The Joy: Aang’s backstory is incredibly painful. He’s the last of his people, a hundred years out of his time, and is tasked with saving the world. At the age of twelve. Yet he never loses his joy in the world. He jokes, he laughs, he plays, he dances. He believes in people … but not to the point of foolishness. The show hits notes of both very real pain and ridiculous silliness (poor cabbage guy), and the full range in between. That’s a hard thing to do well, and incredibly powerful when done right.
I’m putting the rest behind a cut tag, because of spoilers…
Mirrored from Jim C. Hines.
If you don't use a stand mixer to make from-scratch mashed potatoes, what do you use, and how do you like it? Hand smasher? Ricer? Something else?
Dec. 8th, 2013 | 05:40 pm
posted by: hardboiledblond in cooking
Mini Dark Chocolate Cupcake Bites - These little gems are satisfyingly rich and full of dark chocolate flavor. The texture just melts in your mouth. I've topped these with candy canes for a festive touch for the holidays, but you don't have to, so these are great any time of year! Recipe and more at The Alchemist.
Dec. 8th, 2013 | 08:08 pm
posted by: nyquilsteve317 in boring_people
Dec. 8th, 2013 | 04:17 pm
posted by: ginmar
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Dec. 7th, 2013 | 10:59 pm
posted by: fame in fatshionista
I did shop with Torrid for the first time on Black Friday with their 40% off sale. I got this dress, this top, and this top.
I seriously LOVE all three. I am a big fan of peplum, since it helps balance out my boobs, so perfect! The dress I picked for NYE, and is VERY boob-y, so pretty much perfect?? I love the first top just as much as I expected, and since the peplum doesn't go all the way around, it helps elongate/smooth my torso while balancing my hips. The third I love as well, as it gives kind of a retro vibe (seriously, look at the back!) but I'm going to have to exchange it since there's cosmetic damage--some of the polka dots right front and center and stained? or made wrong, not sure which. I wore the dress to my college graduation last night:
Anyway, that brings me to my question about Torrid sizing--the dress was out of stock in a 16, which is what I typically wear, so I decided to try for a 14 and watch my drinking the next few weeks...but when it came in on Friday, I had to try it on, and it fit like a dream! Does Torrid typically size up, or did this just have a lot of stretch to it? Thanks for any help that might make my mail ordering easier :)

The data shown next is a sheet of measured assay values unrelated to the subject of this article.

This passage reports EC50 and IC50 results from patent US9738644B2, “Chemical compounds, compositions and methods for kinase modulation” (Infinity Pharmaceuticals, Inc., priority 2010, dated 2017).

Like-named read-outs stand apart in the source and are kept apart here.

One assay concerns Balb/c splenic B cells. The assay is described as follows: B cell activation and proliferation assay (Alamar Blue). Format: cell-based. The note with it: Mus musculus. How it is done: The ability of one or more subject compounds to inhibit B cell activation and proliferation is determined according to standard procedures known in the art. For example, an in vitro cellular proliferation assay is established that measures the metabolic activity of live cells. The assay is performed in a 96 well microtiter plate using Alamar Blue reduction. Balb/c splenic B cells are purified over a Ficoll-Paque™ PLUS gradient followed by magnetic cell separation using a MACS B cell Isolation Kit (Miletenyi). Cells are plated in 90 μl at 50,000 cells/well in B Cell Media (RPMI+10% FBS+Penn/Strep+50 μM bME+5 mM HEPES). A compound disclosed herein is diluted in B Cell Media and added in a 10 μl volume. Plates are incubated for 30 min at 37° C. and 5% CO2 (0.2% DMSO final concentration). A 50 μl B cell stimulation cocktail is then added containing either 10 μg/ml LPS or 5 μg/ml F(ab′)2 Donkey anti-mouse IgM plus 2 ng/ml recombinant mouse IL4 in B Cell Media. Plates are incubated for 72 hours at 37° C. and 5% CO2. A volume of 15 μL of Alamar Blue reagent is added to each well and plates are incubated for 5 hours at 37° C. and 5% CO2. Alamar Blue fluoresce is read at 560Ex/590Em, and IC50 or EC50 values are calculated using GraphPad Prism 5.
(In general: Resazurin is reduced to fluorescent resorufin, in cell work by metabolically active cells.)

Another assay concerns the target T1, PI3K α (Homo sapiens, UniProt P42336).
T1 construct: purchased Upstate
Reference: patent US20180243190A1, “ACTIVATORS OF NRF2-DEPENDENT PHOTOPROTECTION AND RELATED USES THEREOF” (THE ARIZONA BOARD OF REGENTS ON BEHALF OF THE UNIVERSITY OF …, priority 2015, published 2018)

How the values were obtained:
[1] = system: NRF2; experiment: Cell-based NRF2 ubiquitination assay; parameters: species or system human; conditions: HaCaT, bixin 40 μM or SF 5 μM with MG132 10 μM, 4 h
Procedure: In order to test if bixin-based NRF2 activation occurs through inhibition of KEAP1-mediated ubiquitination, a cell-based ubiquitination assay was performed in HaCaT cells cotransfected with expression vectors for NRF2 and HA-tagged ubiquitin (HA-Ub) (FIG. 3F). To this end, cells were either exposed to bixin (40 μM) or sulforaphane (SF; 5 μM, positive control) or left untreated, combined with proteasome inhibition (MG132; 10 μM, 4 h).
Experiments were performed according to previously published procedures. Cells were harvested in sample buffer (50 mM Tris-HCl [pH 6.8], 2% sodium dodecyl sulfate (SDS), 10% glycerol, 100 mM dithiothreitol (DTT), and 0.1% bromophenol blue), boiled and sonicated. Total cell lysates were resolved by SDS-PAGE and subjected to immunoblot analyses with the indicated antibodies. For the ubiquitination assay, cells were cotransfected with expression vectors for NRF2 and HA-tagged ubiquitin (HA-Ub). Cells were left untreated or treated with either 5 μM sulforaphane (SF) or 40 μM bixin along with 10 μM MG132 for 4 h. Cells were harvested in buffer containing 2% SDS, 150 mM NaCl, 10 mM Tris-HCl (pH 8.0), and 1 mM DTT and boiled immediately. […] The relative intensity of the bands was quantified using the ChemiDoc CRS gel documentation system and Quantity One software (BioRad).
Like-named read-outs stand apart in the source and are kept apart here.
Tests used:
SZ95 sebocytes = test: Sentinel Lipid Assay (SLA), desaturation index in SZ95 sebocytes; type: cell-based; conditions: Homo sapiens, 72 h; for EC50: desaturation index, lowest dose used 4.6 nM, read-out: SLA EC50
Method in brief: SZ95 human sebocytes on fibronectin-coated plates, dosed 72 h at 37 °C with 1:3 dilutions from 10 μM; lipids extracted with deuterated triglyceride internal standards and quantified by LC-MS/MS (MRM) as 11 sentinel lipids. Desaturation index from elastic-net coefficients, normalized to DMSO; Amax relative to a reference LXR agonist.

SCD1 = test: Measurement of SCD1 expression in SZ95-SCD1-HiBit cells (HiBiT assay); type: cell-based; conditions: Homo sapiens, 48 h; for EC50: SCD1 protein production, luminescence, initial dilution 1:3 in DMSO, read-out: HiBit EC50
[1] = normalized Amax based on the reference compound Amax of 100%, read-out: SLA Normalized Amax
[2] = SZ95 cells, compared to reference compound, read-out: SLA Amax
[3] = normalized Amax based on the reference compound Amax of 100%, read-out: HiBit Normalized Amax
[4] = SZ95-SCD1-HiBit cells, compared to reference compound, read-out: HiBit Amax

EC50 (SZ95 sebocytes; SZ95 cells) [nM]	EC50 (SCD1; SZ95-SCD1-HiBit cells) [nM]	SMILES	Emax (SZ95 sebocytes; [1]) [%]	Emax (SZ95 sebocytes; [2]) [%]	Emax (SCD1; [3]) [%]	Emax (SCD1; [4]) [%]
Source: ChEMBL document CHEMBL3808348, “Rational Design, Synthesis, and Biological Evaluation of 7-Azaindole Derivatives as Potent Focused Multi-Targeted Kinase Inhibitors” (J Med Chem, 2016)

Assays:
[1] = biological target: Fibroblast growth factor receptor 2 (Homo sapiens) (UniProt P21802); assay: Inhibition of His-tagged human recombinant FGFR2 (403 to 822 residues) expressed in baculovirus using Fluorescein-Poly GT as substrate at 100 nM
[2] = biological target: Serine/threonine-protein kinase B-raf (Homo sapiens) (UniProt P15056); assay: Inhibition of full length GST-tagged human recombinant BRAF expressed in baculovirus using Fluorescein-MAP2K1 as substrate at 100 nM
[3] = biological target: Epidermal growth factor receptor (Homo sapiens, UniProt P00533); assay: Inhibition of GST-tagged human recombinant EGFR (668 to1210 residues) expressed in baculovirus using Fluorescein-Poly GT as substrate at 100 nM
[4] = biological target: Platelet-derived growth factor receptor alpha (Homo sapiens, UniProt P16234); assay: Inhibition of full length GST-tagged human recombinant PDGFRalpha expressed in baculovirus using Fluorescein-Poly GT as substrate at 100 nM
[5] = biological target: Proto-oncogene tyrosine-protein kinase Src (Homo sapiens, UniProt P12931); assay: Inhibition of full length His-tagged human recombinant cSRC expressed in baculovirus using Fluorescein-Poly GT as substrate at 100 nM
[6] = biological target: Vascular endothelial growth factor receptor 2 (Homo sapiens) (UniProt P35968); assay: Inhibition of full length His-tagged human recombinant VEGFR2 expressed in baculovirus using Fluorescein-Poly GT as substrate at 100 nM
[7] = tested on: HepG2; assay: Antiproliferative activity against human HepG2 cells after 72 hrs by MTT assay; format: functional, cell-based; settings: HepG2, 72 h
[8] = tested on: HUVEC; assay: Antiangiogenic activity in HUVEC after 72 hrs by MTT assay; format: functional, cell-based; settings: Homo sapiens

Dec. 7th, 2013 | 03:39 pm
posted by: jimhines
I just posted this over on Tumblr, but wanted to share it here as well.
I’ve criticized The Big Bang Theory for things like its ongoing obsession with fat jokes, its casual sexism (OMG, girls don’t read comics/play D&D/etc), the handling of Sheldon’s autistic/OCD issues, and an ongoing sense of laughing at geeks instead of with us.
But I want to give a shoutout to something the show did recently in “The Itchy Brain Simulation.” Leonard discovered a DVD he had forgotten to return for Sheldon, and started worrying about how Sheldon would react. Because we all know Sheldon can’t let anything go, and would be completely annoying and freak out about the unreturned DVD, right? And then we the viewers can all laugh at the neurotic genius and ask why his friends put up with him.
Only it didn’t play out that way. Sheldon countered by asking why Leonard didn’t consider how annoying and difficult these things were for him. As far as I know, this is the first time Sheldon’s ever stood up for himself in this way. He took it a step further, saying he’d remain calm about the DVD … if Leonard wore an itchy sweater he had gotten as a gift until the DVD was returned.
Animated gifs ahead. (I did say this was being copied from Tumblr…)( Read the rest of this entry »Collapse )
Mirrored from Jim C. Hines.